Best Practice for Completion with Zero Defects

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Best Practice for Completion with Zero Defects

The Problem:

While the standard of construction in Australia has improved over the years the industry is still plagued by many projects with either poor quality or a mass of defects at the end of the project. In a typical scenario a large list of defects is identified at the end of a project which the builder and trade contractors then spend a long time rectifying – often the whole of the warranty period. Then there are many other defects that don’t materialise until years later which may even occur outside any warranty period leaving the owner with the problem. The amount of disputes over defective workmanship is staggering.

Research conducted by the UNSW City Futures Research Centre in 2012 found that 72% of completed home units had defects. In my experience it is closer to 95%. One of the common failings in the industry is subcontractors failing to supervise their own workers and leaving the supervision of their own workers entirely up to the builder.

Defects are not only a great concern to the owner but they are also a huge risk to the builder. In some cases, particularly high rise residential, even if the nature of the defects are minor the extent of minor defects can be huge and take years to rectify all of which erode the profit made on the project.

Defects on high risk elements of the building, such as waterproofing, acoustics, fire rating etc can incur a significant cost to rectify, involving multiple trades, delay the project and even potentially prevent settlement of the completed apartments.

Defects on low risk elements of the building may be less costly to remedy however there is a significant risk of the builder incurring a massive list of minor defects where the task of rectification is absolutely overwhelming.

The Solution:

SDC Projects have spent years looking at this issue and have developed a system that has produced defect free buildings at completion including high rise residential buildings. An overview of the key elements of the system are as follows:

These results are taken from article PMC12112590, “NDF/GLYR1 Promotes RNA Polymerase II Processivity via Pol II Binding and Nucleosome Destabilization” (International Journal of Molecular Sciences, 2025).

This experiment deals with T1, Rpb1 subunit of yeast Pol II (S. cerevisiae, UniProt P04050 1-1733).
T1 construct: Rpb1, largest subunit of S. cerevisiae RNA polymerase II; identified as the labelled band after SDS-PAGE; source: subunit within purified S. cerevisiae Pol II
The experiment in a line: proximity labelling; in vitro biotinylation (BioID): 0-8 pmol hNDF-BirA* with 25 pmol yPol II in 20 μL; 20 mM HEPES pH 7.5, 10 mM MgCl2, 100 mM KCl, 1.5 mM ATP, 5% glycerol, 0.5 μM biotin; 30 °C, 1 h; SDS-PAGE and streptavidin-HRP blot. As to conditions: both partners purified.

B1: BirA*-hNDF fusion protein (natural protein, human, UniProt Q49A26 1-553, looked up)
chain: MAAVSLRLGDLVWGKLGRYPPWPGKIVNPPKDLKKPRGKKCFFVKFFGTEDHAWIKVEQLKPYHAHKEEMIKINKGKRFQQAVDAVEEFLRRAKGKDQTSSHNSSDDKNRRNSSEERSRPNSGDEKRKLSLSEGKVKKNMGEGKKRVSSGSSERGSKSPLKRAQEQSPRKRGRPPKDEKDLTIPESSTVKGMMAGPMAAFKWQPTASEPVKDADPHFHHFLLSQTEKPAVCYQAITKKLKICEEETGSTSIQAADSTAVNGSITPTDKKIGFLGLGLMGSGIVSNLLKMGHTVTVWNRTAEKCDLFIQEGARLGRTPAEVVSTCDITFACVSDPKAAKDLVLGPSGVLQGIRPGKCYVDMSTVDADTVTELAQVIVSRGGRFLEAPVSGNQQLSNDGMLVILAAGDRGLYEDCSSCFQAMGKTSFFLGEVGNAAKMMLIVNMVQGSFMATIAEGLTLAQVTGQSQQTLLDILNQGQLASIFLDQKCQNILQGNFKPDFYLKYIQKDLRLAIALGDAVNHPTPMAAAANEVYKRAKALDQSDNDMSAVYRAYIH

The zero defects on completion strategy is designed to eliminate all defects at the time the work is constructed through the application of the following principles:

  1. Assessment and identification of all high risk elements of a project (eg: waterproofing, acoustics, fire rating);
  2. The development of additional design details for the high risk elements of a project to ensure a thorough design consideration;
  3. The development of checklists for the high risk elements to control on-site installation;
  4. Pre-commencement induction of the subcontractors supervisors and employees to communicate standards, expectations and the application of the system prior to commencement of on-site works;
  5. A system of primary inspections administered by the subcontractors direct-line supervisors backed up with ‘sign off check-sheets’ to identify and resolve problems as early as possible in order to eliminate the need for costly rework;
  6. A system of secondary inspections carried out by the Builders supervisors to serve as a ‘safety net’ rather than the primary inspection;
  7. The use of ‘tool box talks’ as a means of raising awareness with subcontractors / tradesmen;

The system is complimentary to, and builds on any existing quality assurance system.

All high risk & low risk elements of the building receive progressive inspections and also a final inspection prior to commencement of the following trade. The inspections cover standard of workmanship and also specification compliance.

The strategy equally applies to low risk elements of the building where the risk is ending up with a massive amount of minor defects becomes an overwhelming task to rectify.

The strategy is based on a goal of ‘Zero Defects’ on completion. A key part of the strategy is to place the responsibility for quality back squarely with those performing the task, namely the tradesmen and their direct-line supervisor (so often the subcontractor will leave the supervision of their own workers entirely up to the builder).

This does not in any way suggest that the builder assumes a passive role in ensuring finished work meets the required quality standards and expectations. Rather, the builders role is to oversee the works and serve as a ‘safety net’ to ensure defects are not allowed to be ‘built-in’ or left to accumulate only to be fixed at the end of the project, or in some instances, after project hand-over.

These inspections by the sub-contractors, & the integrity of their inspections, need be linked to the subcontractors progress claims.

In the end the success of the system will boil down to strong, determined leadership.

SDC Projects can provide a detailed explanation of how the system works and how a zero defects completion is possible. SDC Projects can also develop such a system for a builder or for a specific project.